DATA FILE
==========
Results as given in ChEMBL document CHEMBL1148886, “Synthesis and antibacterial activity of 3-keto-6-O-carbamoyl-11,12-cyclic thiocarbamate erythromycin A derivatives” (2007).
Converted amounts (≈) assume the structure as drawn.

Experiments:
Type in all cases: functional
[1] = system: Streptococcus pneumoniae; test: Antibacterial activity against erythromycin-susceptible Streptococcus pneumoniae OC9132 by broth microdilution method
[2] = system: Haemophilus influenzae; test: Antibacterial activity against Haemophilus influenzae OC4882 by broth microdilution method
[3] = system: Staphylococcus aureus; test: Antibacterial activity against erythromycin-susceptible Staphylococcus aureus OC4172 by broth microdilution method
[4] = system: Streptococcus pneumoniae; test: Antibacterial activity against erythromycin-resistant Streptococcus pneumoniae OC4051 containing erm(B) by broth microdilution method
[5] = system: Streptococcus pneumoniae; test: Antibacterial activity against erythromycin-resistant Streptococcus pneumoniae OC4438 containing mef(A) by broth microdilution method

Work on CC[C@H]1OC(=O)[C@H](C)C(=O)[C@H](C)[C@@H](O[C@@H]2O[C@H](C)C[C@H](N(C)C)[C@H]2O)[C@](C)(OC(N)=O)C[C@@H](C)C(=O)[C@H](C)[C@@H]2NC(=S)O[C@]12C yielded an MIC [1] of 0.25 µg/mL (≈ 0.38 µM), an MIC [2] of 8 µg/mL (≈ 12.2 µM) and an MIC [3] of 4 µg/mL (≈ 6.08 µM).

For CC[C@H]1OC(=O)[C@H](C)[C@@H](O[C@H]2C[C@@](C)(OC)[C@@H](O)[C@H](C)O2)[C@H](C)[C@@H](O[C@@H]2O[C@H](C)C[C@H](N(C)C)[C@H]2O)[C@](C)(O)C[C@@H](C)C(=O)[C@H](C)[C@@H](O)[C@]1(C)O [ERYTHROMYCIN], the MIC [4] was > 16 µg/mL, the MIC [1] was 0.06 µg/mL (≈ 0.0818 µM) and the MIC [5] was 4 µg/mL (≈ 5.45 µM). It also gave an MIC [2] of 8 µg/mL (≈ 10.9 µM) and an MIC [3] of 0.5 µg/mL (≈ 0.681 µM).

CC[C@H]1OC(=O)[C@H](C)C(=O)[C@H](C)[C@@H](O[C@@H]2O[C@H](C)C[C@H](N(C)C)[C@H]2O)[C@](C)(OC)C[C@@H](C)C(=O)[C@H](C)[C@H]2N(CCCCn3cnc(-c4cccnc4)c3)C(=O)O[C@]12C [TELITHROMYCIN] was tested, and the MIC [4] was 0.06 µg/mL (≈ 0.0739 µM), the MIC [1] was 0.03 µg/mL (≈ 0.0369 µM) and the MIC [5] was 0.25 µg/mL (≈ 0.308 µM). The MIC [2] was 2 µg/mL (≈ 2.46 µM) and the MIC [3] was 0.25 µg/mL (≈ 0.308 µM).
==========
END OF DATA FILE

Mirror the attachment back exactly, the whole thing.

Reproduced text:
Results as given in ChEMBL document CHEMBL1148886, “Synthesis and antibacterial activity of 3-keto-6-O-carbamoyl-11,12-cyclic thiocarbamate erythromycin A derivatives” (2007).
Converted amounts (≈) assume the structure as drawn.

Experiments:
Type in all cases: functional
[1] = system: Streptococcus pneumoniae; test: Antibacterial activity against erythromycin-susceptible Streptococcus pneumoniae OC9132 by broth microdilution method
[2] = system: Haemophilus influenzae; test: Antibacterial activity against Haemophilus influenzae OC4882 by broth microdilution method
[3] = system: Staphylococcus aureus; test: Antibacterial activity against erythromycin-susceptible Staphylococcus aureus OC4172 by broth microdilution method
[4] = system: Streptococcus pneumoniae; test: Antibacterial activity against erythromycin-resistant Streptococcus pneumoniae OC4051 containing erm(B) by broth microdilution method
[5] = system: Streptococcus pneumoniae; test: Antibacterial activity against erythromycin-resistant Streptococcus pneumoniae OC4438 containing mef(A) by broth microdilution method

Work on CC[C@H]1OC(=O)[C@H](C)C(=O)[C@H](C)[C@@H](O[C@@H]2O[C@H](C)C[C@H](N(C)C)[C@H]2O)[C@](C)(OC(N)=O)C[C@@H](C)C(=O)[C@H](C)[C@@H]2NC(=S)O[C@]12C yielded an MIC [1] of 0.25 µg/mL (≈ 0.38 µM), an MIC [2] of 8 µg/mL (≈ 12.2 µM) and an MIC [3] of 4 µg/mL (≈ 6.08 µM).

For CC[C@H]1OC(=O)[C@H](C)[C@@H](O[C@H]2C[C@@](C)(OC)[C@@H](O)[C@H](C)O2)[C@H](C)[C@@H](O[C@@H]2O[C@H](C)C[C@H](N(C)C)[C@H]2O)[C@](C)(O)C[C@@H](C)C(=O)[C@H](C)[C@@H](O)[C@]1(C)O [ERYTHROMYCIN], the MIC [4] was > 16 µg/mL, the MIC [1] was 0.06 µg/mL (≈ 0.0818 µM) and the MIC [5] was 4 µg/mL (≈ 5.45 µM). It also gave an MIC [2] of 8 µg/mL (≈ 10.9 µM) and an MIC [3] of 0.5 µg/mL (≈ 0.681 µM).

CC[C@H]1OC(=O)[C@H](C)C(=O)[C@H](C)[C@@H](O[C@@H]2O[C@H](C)C[C@H](N(C)C)[C@H]2O)[C@](C)(OC)C[C@@H](C)C(=O)[C@H](C)[C@H]2N(CCCCn3cnc(-c4cccnc4)c3)C(=O)O[C@]12C [TELITHROMYCIN] was tested, and the MIC [4] was 0.06 µg/mL (≈ 0.0739 µM), the MIC [1] was 0.03 µg/mL (≈ 0.0369 µM) and the MIC [5] was 0.25 µg/mL (≈ 0.308 µM). The MIC [2] was 2 µg/mL (≈ 2.46 µM) and the MIC [3] was 0.25 µg/mL (≈ 0.308 µM).